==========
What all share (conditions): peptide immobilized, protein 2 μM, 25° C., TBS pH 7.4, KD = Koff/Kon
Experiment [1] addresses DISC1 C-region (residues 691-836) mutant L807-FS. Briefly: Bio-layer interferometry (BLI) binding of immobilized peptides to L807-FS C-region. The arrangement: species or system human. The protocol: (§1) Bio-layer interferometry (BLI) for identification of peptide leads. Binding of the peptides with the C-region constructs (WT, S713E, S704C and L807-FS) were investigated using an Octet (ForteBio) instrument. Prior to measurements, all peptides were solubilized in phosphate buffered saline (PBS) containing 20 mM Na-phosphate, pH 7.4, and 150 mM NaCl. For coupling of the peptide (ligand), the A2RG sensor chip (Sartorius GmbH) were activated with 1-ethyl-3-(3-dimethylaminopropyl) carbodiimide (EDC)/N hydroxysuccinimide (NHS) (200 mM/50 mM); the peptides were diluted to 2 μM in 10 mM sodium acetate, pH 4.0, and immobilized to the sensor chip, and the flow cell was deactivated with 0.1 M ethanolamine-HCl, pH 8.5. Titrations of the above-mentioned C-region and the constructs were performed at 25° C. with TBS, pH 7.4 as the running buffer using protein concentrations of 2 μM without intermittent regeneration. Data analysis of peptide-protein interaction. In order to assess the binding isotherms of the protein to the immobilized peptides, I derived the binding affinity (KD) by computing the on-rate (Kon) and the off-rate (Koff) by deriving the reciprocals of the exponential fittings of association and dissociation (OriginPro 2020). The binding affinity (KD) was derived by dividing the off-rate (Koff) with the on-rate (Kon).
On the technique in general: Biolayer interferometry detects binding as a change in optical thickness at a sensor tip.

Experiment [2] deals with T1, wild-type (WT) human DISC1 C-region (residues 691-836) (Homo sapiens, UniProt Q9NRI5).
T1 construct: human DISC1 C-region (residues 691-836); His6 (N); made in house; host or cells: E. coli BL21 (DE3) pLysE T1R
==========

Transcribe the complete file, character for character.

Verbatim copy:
What all share (conditions): peptide immobilized, protein 2 μM, 25° C., TBS pH 7.4, KD = Koff/Kon
Experiment [1] addresses DISC1 C-region (residues 691-836) mutant L807-FS. Briefly: Bio-layer interferometry (BLI) binding of immobilized peptides to L807-FS C-region. The arrangement: species or system human. The protocol: (§1) Bio-layer interferometry (BLI) for identification of peptide leads. Binding of the peptides with the C-region constructs (WT, S713E, S704C and L807-FS) were investigated using an Octet (ForteBio) instrument. Prior to measurements, all peptides were solubilized in phosphate buffered saline (PBS) containing 20 mM Na-phosphate, pH 7.4, and 150 mM NaCl. For coupling of the peptide (ligand), the A2RG sensor chip (Sartorius GmbH) were activated with 1-ethyl-3-(3-dimethylaminopropyl) carbodiimide (EDC)/N hydroxysuccinimide (NHS) (200 mM/50 mM); the peptides were diluted to 2 μM in 10 mM sodium acetate, pH 4.0, and immobilized to the sensor chip, and the flow cell was deactivated with 0.1 M ethanolamine-HCl, pH 8.5. Titrations of the above-mentioned C-region and the constructs were performed at 25° C. with TBS, pH 7.4 as the running buffer using protein concentrations of 2 μM without intermittent regeneration. Data analysis of peptide-protein interaction. In order to assess the binding isotherms of the protein to the immobilized peptides, I derived the binding affinity (KD) by computing the on-rate (Kon) and the off-rate (Koff) by deriving the reciprocals of the exponential fittings of association and dissociation (OriginPro 2020). The binding affinity (KD) was derived by dividing the off-rate (Koff) with the on-rate (Kon).
On the technique in general: Biolayer interferometry detects binding as a change in optical thickness at a sensor tip.

Experiment [2] deals with T1, wild-type (WT) human DISC1 C-region (residues 691-836) (Homo sapiens, UniProt Q9NRI5).
T1 construct: human DISC1 C-region (residues 691-836); His6 (N); made in house; host or cells: E. coli BL21 (DE3) pLysE T1R